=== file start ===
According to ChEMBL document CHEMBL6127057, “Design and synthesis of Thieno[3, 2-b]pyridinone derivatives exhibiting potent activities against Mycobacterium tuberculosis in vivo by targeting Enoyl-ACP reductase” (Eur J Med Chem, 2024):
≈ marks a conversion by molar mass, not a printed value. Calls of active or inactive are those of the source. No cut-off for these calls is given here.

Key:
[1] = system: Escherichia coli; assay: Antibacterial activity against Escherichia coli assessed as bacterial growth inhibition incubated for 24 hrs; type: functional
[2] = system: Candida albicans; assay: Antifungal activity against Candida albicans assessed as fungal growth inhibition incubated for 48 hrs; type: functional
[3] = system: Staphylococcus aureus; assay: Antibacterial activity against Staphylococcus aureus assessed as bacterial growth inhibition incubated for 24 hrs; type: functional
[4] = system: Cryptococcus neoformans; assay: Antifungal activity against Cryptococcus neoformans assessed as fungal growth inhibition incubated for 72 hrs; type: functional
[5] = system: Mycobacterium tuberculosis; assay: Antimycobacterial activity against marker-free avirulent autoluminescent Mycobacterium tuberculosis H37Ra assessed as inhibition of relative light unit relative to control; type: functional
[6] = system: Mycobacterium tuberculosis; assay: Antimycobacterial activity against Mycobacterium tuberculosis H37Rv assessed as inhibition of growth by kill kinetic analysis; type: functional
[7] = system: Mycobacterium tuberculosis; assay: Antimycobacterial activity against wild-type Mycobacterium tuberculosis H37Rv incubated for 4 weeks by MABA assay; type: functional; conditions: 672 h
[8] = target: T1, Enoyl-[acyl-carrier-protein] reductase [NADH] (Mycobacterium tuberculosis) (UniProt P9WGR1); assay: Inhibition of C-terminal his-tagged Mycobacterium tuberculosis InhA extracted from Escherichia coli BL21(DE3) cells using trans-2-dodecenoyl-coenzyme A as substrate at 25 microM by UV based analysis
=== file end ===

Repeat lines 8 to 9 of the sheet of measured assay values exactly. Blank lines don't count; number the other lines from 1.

[5] = system: Mycobacterium tuberculosis; assay: Antimycobacterial activity against marker-free avirulent autoluminescent Mycobacterium tuberculosis H37Ra assessed as inhibition of relative light unit relative to control; type: functional
[6] = system: Mycobacterium tuberculosis; assay: Antimycobacterial activity against Mycobacterium tuberculosis H37Rv assessed as inhibition of growth by kill kinetic analysis; type: functional